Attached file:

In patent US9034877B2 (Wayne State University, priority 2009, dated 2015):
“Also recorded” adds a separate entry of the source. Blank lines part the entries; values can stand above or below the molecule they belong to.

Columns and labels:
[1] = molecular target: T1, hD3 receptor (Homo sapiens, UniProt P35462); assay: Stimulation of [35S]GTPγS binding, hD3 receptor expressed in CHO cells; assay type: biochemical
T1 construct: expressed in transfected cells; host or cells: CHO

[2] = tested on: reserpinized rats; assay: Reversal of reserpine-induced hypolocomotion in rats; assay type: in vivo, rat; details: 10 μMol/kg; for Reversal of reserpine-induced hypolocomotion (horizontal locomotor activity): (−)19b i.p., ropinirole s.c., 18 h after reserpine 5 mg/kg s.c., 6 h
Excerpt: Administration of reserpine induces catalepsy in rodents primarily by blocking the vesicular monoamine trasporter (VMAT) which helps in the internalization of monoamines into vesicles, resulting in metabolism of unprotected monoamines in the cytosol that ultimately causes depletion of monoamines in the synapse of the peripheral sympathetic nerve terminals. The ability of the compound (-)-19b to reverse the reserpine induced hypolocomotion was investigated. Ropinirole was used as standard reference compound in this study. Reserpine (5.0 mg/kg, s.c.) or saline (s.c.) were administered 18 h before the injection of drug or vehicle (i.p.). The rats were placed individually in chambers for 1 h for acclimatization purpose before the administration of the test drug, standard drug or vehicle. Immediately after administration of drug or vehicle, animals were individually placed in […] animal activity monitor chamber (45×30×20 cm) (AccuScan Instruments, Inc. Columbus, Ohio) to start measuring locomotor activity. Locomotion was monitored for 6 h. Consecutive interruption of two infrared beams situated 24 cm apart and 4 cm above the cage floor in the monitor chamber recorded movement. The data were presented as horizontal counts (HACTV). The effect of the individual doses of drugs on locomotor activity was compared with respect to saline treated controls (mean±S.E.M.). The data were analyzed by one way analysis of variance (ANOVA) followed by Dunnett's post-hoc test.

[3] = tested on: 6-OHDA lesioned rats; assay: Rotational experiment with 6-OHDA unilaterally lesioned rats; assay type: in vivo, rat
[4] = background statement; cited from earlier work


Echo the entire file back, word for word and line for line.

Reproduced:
In patent US9034877B2 (Wayne State University, priority 2009, dated 2015):
“Also recorded” adds a separate entry of the source. Blank lines part the entries; values can stand above or below the molecule they belong to.

Columns and labels:
[1] = molecular target: T1, hD3 receptor (Homo sapiens, UniProt P35462); assay: Stimulation of [35S]GTPγS binding, hD3 receptor expressed in CHO cells; assay type: biochemical
T1 construct: expressed in transfected cells; host or cells: CHO

[2] = tested on: reserpinized rats; assay: Reversal of reserpine-induced hypolocomotion in rats; assay type: in vivo, rat; details: 10 μMol/kg; for Reversal of reserpine-induced hypolocomotion (horizontal locomotor activity): (−)19b i.p., ropinirole s.c., 18 h after reserpine 5 mg/kg s.c., 6 h
Excerpt: Administration of reserpine induces catalepsy in rodents primarily by blocking the vesicular monoamine trasporter (VMAT) which helps in the internalization of monoamines into vesicles, resulting in metabolism of unprotected monoamines in the cytosol that ultimately causes depletion of monoamines in the synapse of the peripheral sympathetic nerve terminals. The ability of the compound (-)-19b to reverse the reserpine induced hypolocomotion was investigated. Ropinirole was used as standard reference compound in this study. Reserpine (5.0 mg/kg, s.c.) or saline (s.c.) were administered 18 h before the injection of drug or vehicle (i.p.). The rats were placed individually in chambers for 1 h for acclimatization purpose before the administration of the test drug, standard drug or vehicle. Immediately after administration of drug or vehicle, animals were individually placed in […] animal activity monitor chamber (45×30×20 cm) (AccuScan Instruments, Inc. Columbus, Ohio) to start measuring locomotor activity. Locomotion was monitored for 6 h. Consecutive interruption of two infrared beams situated 24 cm apart and 4 cm above the cage floor in the monitor chamber recorded movement. The data were presented as horizontal counts (HACTV). The effect of the individual doses of drugs on locomotor activity was compared with respect to saline treated controls (mean±S.E.M.). The data were analyzed by one way analysis of variance (ANOVA) followed by Dunnett's post-hoc test.

[3] = tested on: 6-OHDA lesioned rats; assay: Rotational experiment with 6-OHDA unilaterally lesioned rats; assay type: in vivo, rat
[4] = background statement; cited from earlier work